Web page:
Transplants are often the easiest for busy gardeners. Carefully separate the little plants. Make a trench where you want to plant them and lay them with their roots outstretched along the edge of the trench as far apart between them as is right for what you are planting. Simply push the soil from the other side of the trench over their roots.

CAUTION! Alliums are poisonous to dogs and cats. Don’t grow these in your garden if your pets can access them, and never give a dog or cat table food that has been seasoned with onion or garlic.

HEALTH! If you are one of the lucky ones and garlic thrives at your micro climate niche, hooray! For humans, raw Garlic, in particular, acts like a natural antibiotic! A Washington State University 2012 study states that a compound from garlic is 100 times more effective than two popular antibiotics used in the treatment of intestinal infections caused by the bacterium species Campylobacter bacterium. Many other scientific research projects suggest that raw garlic has incredible healing properties. It has a substantial history. in France, gravediggers supposedly drank wine mixed with crushed garlic to protect them from the plague. It was also given to soldiers – in both world wars – to prevent gangrene caused by bacterial infection. The healing properties of this spice ranges from anti-infective to antioxidant.

Garlic is amazing! It is the only antibiotic that can actually kill infecting bacteria and at the same time protect the body from the poisons that are causing the infection. Clinical research found garlic’s effectiveness to be comparable to that of penicillin, streptomycin, erythromycin, and tetracycline. In addition, it has proven effective against some resistant bacteria that no longer respond to prescription antibiotics. It has also been reported that the vapor from freshly cut garlic can kill bacteria at a distance of 20 centimeters!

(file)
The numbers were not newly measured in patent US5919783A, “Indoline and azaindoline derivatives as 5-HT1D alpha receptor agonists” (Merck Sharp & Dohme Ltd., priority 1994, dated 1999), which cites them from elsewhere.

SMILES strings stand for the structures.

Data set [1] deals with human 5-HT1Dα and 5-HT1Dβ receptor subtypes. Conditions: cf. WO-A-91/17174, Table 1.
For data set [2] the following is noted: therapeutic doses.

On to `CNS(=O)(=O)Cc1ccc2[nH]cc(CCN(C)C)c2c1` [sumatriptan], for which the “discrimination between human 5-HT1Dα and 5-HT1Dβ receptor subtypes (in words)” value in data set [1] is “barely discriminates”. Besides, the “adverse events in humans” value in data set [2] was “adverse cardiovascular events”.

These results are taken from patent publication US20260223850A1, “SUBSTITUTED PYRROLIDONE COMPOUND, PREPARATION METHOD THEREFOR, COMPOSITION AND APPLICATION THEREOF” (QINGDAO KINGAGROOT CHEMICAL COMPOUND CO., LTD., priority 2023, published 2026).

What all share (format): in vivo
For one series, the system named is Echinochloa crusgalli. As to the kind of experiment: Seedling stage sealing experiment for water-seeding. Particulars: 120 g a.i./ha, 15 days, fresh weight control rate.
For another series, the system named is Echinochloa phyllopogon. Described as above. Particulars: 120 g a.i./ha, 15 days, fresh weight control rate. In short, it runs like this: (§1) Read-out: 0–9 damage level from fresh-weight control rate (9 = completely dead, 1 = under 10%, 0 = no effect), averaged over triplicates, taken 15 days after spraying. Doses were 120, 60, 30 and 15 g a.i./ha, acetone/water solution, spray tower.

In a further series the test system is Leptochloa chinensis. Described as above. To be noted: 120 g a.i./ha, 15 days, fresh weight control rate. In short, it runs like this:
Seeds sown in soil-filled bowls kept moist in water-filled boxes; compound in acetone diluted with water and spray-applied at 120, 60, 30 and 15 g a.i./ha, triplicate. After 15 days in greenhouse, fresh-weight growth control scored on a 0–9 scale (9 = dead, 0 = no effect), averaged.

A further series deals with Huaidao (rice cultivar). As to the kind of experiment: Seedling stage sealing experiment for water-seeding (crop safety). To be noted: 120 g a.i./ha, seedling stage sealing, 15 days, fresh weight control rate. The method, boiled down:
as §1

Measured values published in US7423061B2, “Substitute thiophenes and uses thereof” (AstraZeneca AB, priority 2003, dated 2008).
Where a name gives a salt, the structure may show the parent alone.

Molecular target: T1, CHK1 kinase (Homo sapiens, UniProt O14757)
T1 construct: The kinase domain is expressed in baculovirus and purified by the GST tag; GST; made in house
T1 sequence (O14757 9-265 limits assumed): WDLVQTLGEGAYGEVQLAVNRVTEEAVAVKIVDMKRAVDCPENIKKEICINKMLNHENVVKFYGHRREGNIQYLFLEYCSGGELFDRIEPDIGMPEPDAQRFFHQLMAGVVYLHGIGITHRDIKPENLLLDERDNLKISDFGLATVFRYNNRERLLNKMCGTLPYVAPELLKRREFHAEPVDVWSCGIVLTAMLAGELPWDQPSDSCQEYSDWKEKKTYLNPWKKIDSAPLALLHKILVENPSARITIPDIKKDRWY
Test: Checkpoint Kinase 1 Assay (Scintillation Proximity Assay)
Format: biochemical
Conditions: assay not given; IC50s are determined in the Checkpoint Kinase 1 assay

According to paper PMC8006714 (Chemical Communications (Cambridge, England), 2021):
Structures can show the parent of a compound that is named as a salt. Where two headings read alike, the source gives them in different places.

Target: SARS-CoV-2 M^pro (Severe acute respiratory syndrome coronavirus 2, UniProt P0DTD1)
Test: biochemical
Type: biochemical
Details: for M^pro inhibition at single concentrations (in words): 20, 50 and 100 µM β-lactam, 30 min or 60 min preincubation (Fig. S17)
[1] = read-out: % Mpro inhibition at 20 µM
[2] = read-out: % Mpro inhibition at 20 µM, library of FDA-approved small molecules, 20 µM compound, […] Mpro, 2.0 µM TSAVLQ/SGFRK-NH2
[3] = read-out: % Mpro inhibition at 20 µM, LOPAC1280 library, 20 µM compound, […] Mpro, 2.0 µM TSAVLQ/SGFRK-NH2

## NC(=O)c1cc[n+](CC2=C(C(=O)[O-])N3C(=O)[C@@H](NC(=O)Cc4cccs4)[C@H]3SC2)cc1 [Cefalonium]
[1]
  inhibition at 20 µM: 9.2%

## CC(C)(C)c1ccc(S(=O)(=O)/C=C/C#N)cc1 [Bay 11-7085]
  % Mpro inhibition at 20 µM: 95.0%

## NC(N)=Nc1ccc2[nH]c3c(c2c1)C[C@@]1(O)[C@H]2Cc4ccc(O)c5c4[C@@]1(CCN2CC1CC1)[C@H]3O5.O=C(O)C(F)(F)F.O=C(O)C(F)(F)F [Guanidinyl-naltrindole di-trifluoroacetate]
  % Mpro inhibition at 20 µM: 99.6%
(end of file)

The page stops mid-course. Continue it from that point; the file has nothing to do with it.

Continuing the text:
HARVEST, Drying! In May garlic, bulb onions, and shallots naturally begin to dry. When the foliage begins to dry it’s time to stop irrigating. Dry outer layers needed for long storage will form on the bulbs. When about half of the foliage slumps to the ground, bend the rest to initiate this maturing. The bulbs will be ready for harvest when the foliage is thoroughly dry and crisp. Some gardeners gather and store the bulbs inside. Others leave them lying on the hot ground for about a week. If you like, plait your onions or garlic!

Onion Allium cepa Drying Bundles by Larry Rettig at Dave's Garden
Onion, Allium Cepa drying bundles by Larry Rettig at Dave’s Garden

STORAGE! 

Onions Garlic Storage
Image at Masters Produce, Auckland NZ

Besides plaiting onions or garlic, or bulk dry onion storage, make healthy probiotic treats. Conveniently chop and put in freezer bags in the serving sizes or the amount you will add to favorite meal, freeze. Canning and drying are traditional. Dry thinly sliced onions and garlic to spice up a camp stew later on.

Onions IN the Kitchen tips!

Store in a cool, dark, dry place such as your pantry.

No fridge! Cold temps soften their texture plus onions flavour your other produce.

NO plastic bags; they accelerate sprouting and spoilage due to lack of air circulation.

Store onions and potatoes separately! Both give off gases that accelerate spoilage of each other.

SAVING SEEDS is a joy! Let a few of your plants grow out. Put a bag over the seeding flower stalk, bend the stem, whap or shake it, and let the seeds fall into the bag. I use a clear, zipper style plastic bag so I can see it happen and seal the seeds in so I don’t lose them if the bag gets dropped or bumped!

Enjoy the tasty range of shapes, colors, flavors of your alliums. Experiment with different varieties!